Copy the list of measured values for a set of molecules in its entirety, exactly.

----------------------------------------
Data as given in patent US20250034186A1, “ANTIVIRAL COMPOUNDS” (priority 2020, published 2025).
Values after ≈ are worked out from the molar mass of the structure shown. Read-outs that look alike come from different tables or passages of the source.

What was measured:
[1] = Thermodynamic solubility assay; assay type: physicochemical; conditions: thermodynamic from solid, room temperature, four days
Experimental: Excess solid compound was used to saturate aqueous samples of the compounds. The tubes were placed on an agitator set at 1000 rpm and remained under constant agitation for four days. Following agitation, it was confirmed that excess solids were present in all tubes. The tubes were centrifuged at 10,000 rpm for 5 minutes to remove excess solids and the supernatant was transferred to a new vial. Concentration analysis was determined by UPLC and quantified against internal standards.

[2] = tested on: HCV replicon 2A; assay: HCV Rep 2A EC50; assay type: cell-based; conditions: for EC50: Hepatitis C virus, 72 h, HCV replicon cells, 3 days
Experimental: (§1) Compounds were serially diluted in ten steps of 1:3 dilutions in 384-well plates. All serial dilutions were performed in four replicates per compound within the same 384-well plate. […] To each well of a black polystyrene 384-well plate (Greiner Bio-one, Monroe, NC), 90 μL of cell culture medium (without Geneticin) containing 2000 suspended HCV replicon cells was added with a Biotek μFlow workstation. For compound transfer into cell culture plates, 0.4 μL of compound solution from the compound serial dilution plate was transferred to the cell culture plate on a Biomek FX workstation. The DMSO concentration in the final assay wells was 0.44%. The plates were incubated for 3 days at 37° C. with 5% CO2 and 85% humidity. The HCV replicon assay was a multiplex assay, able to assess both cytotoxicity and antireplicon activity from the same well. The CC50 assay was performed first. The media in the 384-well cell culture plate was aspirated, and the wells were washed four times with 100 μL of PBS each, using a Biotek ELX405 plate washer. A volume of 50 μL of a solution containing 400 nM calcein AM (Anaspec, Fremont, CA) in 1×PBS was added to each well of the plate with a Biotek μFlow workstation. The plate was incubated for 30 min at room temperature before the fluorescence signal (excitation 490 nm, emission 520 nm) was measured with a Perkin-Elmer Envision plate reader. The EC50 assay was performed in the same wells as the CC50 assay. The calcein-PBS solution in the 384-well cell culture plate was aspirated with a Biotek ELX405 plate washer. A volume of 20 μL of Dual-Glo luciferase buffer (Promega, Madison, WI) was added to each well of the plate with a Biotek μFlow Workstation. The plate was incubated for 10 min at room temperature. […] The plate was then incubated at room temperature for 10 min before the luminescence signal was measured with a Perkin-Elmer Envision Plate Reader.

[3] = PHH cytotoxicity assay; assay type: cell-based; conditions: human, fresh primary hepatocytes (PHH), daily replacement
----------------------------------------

Data as given in patent US20250034186A1, “ANTIVIRAL COMPOUNDS” (priority 2020, published 2025).
Values after ≈ are worked out from the molar mass of the structure shown. Read-outs that look alike come from different tables or passages of the source.

What was measured:
[1] = Thermodynamic solubility assay; assay type: physicochemical; conditions: thermodynamic from solid, room temperature, four days
Experimental: Excess solid compound was used to saturate aqueous samples of the compounds. The tubes were placed on an agitator set at 1000 rpm and remained under constant agitation for four days. Following agitation, it was confirmed that excess solids were present in all tubes. The tubes were centrifuged at 10,000 rpm for 5 minutes to remove excess solids and the supernatant was transferred to a new vial. Concentration analysis was determined by UPLC and quantified against internal standards.

[2] = tested on: HCV replicon 2A; assay: HCV Rep 2A EC50; assay type: cell-based; conditions: for EC50: Hepatitis C virus, 72 h, HCV replicon cells, 3 days
Experimental: (§1) Compounds were serially diluted in ten steps of 1:3 dilutions in 384-well plates. All serial dilutions were performed in four replicates per compound within the same 384-well plate. […] To each well of a black polystyrene 384-well plate (Greiner Bio-one, Monroe, NC), 90 μL of cell culture medium (without Geneticin) containing 2000 suspended HCV replicon cells was added with a Biotek μFlow workstation. For compound transfer into cell culture plates, 0.4 μL of compound solution from the compound serial dilution plate was transferred to the cell culture plate on a Biomek FX workstation. The DMSO concentration in the final assay wells was 0.44%. The plates were incubated for 3 days at 37° C. with 5% CO2 and 85% humidity. The HCV replicon assay was a multiplex assay, able to assess both cytotoxicity and antireplicon activity from the same well. The CC50 assay was performed first. The media in the 384-well cell culture plate was aspirated, and the wells were washed four times with 100 μL of PBS each, using a Biotek ELX405 plate washer. A volume of 50 μL of a solution containing 400 nM calcein AM (Anaspec, Fremont, CA) in 1×PBS was added to each well of the plate with a Biotek μFlow workstation. The plate was incubated for 30 min at room temperature before the fluorescence signal (excitation 490 nm, emission 520 nm) was measured with a Perkin-Elmer Envision plate reader. The EC50 assay was performed in the same wells as the CC50 assay. The calcein-PBS solution in the 384-well cell culture plate was aspirated with a Biotek ELX405 plate washer. A volume of 20 μL of Dual-Glo luciferase buffer (Promega, Madison, WI) was added to each well of the plate with a Biotek μFlow Workstation. The plate was incubated for 10 min at room temperature. […] The plate was then incubated at room temperature for 10 min before the luminescence signal was measured with a Perkin-Elmer Envision Plate Reader.

[3] = PHH cytotoxicity assay; assay type: cell-based; conditions: human, fresh primary hepatocytes (PHH), daily replacement